I've knitted 4 yrs, Need to do it RIGHT!

hayjud_mnSeptember 14, 2010

I know most of you are VERY good Knitters. I can knit almost anything, but I would like to learn HOW TO without "picking up the yarn and putting it around the end of the needle.

I tried to google the HOW TO, but I don't remember what that method is called. People who knit that way can do it much faster and that is what I need.

I tried it years ago and couldn't keep the yarn from falling off my fingers, and the tension was crazy!

Can someone direct me to a site for help to learn, I think it is a Euorpean method or something like that?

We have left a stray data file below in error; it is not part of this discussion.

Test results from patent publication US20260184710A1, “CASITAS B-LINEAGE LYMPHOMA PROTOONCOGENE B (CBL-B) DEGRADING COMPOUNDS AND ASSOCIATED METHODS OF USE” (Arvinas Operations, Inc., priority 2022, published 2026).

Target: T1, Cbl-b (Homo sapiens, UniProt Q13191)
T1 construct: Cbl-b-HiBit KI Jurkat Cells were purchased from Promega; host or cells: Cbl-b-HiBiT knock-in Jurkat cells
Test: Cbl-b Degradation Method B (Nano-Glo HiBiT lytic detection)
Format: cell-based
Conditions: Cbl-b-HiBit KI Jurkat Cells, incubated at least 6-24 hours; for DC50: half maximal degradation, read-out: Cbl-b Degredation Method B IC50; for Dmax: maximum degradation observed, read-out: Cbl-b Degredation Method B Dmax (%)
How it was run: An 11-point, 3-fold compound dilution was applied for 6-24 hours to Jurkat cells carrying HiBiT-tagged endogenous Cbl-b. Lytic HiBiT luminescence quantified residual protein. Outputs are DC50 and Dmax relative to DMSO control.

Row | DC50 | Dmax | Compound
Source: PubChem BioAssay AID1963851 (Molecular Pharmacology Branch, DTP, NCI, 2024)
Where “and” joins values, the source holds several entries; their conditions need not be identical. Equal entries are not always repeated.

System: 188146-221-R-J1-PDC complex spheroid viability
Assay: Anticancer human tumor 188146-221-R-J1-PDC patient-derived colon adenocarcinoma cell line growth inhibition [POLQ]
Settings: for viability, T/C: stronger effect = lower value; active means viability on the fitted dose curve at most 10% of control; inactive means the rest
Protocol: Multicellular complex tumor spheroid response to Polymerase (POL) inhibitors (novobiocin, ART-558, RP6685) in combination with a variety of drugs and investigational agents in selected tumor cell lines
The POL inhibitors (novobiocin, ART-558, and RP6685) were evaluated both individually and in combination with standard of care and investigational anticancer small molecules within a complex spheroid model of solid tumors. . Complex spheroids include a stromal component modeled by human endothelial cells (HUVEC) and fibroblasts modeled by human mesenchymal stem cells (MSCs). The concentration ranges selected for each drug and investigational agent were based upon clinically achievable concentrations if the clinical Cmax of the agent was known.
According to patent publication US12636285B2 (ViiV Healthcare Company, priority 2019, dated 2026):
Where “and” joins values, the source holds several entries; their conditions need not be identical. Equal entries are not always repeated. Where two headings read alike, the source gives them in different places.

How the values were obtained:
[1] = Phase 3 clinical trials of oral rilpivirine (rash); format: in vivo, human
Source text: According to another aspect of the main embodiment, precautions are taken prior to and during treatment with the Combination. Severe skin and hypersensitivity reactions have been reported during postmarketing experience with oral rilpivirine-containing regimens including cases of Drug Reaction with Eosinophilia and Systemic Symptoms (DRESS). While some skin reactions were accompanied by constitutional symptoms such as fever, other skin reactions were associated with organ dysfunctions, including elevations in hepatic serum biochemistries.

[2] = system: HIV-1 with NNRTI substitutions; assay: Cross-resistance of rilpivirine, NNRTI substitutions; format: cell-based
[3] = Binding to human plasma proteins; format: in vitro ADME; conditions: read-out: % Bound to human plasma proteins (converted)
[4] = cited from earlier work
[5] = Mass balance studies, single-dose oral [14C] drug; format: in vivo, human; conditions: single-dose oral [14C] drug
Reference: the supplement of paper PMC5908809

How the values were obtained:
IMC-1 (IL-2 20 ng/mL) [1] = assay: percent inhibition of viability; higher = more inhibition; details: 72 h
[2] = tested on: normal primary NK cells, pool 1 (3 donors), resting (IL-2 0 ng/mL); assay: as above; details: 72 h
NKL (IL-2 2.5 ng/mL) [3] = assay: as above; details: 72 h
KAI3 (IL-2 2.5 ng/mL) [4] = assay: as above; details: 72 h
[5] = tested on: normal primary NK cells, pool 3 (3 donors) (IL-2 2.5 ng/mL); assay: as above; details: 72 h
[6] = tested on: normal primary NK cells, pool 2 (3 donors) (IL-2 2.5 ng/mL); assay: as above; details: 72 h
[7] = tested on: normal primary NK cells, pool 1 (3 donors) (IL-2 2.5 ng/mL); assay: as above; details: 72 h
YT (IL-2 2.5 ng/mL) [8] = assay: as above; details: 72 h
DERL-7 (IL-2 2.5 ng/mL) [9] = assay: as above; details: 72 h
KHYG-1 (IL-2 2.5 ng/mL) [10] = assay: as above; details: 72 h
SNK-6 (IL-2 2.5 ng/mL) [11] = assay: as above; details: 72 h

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Here ya go Judy, it's called continental knitting :)

Here is a link that might be useful: holding yarn with your left hand how to

    Bookmark   September 14, 2010 at 2:13PM
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Thank you Zipper!
I hope I can learn to hang onto the yarn this time.

    Bookmark   September 14, 2010 at 2:25PM
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You're welcome :)

You can do it, one thing it's very very awkward at first, you just have to keep doing it, I used this video when I first learned to knit continental by sitting in front of it and playing it as I tried it, so much easier to hit pause when you need to see what she just did :)

    Bookmark   September 14, 2010 at 2:32PM